Oral Health Buzz
Post Nasal Drip and Bad Breath
Diana Tosuni-O'Neill RDH, BS
Maybe you shouldn't have had that shrimp scampi for lunch. With all of that garlic, it may seem as if your breath can keep people away for miles. Before you swear off garlic forever, consider whether your bad breath was caused by lunch or by something else.
At some point in their lives, most people have experienced bad breath, which is also known as halitosis. Most bad breath starts in the mouth, which contains millions of bacteria. When these bacteria come in contact with food debris, saliva or a post nasal drip, the result is foul-smelling breath. According to the Academy of General Dentistry (AGD), more than 80 million people are affected by this condition.
Causes of Bad Breath
There are a variety of factors that can cause bad breath:
- Food, such as onions or garlic.
- Poor oral hygiene.
- Dry mouth.
- Medical conditions.
Post Nasal Drip
The AGD notes that a common cause of bad breath is post nasal drip, which involves mucus secretions from your nose and throat. This will directly affect your breath because the secretions are an excellent food source for bacteria. If you suffer from sinusitis, which is an infection of the sinus cavity, the thick mucus that occurs from the condition drips back into your throat and contributes to bad breath.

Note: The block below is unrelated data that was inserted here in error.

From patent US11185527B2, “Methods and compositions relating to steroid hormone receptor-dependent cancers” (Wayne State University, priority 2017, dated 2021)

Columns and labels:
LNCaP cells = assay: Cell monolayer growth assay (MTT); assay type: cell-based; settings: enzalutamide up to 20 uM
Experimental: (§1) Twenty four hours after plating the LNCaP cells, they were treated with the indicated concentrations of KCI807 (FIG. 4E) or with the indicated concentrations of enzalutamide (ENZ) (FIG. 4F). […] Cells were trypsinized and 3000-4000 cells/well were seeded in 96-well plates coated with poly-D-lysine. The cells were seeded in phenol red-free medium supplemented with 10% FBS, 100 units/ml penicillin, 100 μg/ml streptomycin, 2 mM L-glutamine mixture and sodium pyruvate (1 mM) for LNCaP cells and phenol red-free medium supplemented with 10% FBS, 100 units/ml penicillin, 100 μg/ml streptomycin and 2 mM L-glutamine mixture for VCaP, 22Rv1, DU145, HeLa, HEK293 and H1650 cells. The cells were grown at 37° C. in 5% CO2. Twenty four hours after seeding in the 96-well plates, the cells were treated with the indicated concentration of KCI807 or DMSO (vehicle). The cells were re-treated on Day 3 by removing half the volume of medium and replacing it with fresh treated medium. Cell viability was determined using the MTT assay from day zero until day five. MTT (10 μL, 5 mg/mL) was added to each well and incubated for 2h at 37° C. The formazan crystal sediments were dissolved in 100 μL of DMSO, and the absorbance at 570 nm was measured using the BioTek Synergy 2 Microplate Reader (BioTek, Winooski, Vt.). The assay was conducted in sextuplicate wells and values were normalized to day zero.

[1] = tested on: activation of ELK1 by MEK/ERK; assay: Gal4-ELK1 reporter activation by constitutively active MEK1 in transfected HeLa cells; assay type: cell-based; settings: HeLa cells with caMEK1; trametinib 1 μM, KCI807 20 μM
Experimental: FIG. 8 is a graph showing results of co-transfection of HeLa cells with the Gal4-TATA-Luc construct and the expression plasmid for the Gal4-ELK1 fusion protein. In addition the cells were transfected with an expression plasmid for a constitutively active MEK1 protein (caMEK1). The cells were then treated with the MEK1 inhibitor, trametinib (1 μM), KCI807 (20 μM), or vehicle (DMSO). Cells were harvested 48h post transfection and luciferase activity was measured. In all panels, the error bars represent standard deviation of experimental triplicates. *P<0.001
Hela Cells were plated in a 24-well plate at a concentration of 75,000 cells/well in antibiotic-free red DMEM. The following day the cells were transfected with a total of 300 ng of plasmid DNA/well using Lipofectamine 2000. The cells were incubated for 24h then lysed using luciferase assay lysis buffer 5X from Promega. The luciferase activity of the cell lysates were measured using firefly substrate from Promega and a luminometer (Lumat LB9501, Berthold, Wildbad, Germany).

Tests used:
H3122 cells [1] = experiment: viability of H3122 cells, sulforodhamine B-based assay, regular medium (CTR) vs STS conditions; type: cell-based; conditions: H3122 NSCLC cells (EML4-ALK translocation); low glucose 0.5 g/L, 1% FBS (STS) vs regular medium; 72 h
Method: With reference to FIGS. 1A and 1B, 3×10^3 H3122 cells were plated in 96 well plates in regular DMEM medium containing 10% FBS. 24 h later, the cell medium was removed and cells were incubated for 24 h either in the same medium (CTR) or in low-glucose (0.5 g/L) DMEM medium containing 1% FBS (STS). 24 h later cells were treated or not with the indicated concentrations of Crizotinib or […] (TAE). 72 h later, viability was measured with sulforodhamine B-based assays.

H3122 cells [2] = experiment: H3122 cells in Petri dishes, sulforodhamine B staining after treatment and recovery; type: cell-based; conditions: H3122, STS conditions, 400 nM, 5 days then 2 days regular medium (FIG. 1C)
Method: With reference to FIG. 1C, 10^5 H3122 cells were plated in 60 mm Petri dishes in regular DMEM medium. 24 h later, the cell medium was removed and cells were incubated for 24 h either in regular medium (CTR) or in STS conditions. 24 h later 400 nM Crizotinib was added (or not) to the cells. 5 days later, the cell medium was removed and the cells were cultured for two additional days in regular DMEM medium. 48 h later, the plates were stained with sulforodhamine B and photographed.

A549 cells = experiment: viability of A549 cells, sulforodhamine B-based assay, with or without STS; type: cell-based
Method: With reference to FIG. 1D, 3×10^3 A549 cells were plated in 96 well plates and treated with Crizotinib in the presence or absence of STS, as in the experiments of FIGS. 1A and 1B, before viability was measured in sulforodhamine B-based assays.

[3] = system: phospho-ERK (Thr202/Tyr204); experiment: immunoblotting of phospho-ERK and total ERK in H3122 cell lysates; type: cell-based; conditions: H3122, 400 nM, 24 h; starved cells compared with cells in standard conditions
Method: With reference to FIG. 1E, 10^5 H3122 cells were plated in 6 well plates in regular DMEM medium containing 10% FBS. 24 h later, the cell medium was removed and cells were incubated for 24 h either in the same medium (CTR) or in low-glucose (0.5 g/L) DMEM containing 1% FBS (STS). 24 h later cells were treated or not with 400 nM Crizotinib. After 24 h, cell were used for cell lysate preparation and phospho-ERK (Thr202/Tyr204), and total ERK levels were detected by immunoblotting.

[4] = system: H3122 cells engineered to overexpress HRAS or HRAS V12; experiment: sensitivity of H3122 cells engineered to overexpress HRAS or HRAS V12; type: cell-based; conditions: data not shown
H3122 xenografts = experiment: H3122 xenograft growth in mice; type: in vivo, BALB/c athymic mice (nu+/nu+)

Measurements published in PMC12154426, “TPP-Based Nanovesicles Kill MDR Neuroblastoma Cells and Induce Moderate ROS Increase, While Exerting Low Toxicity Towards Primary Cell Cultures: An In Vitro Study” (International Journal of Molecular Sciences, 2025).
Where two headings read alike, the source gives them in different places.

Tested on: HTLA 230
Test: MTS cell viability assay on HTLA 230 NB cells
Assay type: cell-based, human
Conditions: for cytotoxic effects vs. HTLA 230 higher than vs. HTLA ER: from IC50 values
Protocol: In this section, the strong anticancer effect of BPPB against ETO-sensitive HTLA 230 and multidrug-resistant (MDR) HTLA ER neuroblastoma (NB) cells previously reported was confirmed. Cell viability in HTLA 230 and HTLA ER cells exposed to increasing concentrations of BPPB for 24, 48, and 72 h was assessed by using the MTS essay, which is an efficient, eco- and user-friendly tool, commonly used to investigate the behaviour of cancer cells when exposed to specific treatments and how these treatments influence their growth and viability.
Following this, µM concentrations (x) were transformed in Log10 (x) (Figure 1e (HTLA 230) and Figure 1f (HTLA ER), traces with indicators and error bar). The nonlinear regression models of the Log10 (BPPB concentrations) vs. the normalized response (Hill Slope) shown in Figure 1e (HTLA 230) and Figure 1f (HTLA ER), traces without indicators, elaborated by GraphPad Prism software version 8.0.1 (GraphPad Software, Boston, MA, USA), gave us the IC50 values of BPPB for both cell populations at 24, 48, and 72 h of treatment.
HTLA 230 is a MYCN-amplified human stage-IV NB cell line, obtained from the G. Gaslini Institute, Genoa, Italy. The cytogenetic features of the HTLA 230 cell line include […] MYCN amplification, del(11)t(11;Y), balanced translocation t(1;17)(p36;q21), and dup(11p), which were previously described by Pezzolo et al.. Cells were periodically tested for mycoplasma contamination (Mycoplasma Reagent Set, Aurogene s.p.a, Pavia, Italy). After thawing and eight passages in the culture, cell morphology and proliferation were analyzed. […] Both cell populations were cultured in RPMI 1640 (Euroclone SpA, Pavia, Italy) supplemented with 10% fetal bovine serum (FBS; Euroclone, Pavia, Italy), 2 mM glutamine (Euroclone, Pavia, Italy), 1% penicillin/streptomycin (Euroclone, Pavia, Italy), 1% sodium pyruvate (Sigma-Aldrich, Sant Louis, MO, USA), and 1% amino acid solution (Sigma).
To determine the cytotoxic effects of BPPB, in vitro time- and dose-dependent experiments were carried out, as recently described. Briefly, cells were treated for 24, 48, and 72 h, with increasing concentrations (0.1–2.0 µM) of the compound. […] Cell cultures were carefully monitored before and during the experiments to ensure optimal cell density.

Be wary of dairy products, too. Foods as milk, cheese and yogurt can cause mucus to thicken, which exacerbates post nasal drip and congestion. The mucus can also produce a white or yellow film on the tongue. Post nasal drip can make you feel as if there is something stuck in the back of you throat. You may feel that you need to constantly clear your throat.
How to Prevent Bad Breath
Brushing your teeth twice a day and flossing daily are of the utmost importance in your fight against bad breath, according to the AGD. Try using Colgate® Total® Advanced Toothpaste to reduce bacteria. Plaque is one of the main reasons for bad breath. This sticky film can harbor bacteria. Because your tongue is covered with thousands of tiny hairs that can also trap bacteria, gently brush your tongue with your toothbrush as well. You can also use a tongue scraper, which applies even pressure across the surface of the tongue area to remove bacteria or food debris. In addition, try using an anti-bacterial mouthwash, such as Colgate® Total® Advanced Pro-Shield™ , to reduce plaque and bacteria. Make sure to visit the dentist twice each year for cleanings because bacteria from plaque creates a bad odor in the mouth.
Lack of saliva can also lead to bad breath. Saliva cleanses the mouth and removes particles that can cause bad odors. If your mouth is dry, try drinking more water during the day, chew sugarless gum or suck sugarless logenzes to increase the flow of saliva.
If you smoke, try to kick the habit. Smoking wreaks havoc with your breath, damages gum tissue, stains teeth and increases your risk of oral cancer.
Sometimes, bad breath can be a symptom of medical conditions such as allergies and sinus infections. Nasal washes can also be an effective treatment for post nasal drip. In some cases, antibiotics might be required to treat a sinus infection. Utilizing these methods can help eliminate the cause of halitosis in order to keep your breath fresh and clean!
Learn more about bad breath in the Colgate Oral Care resources.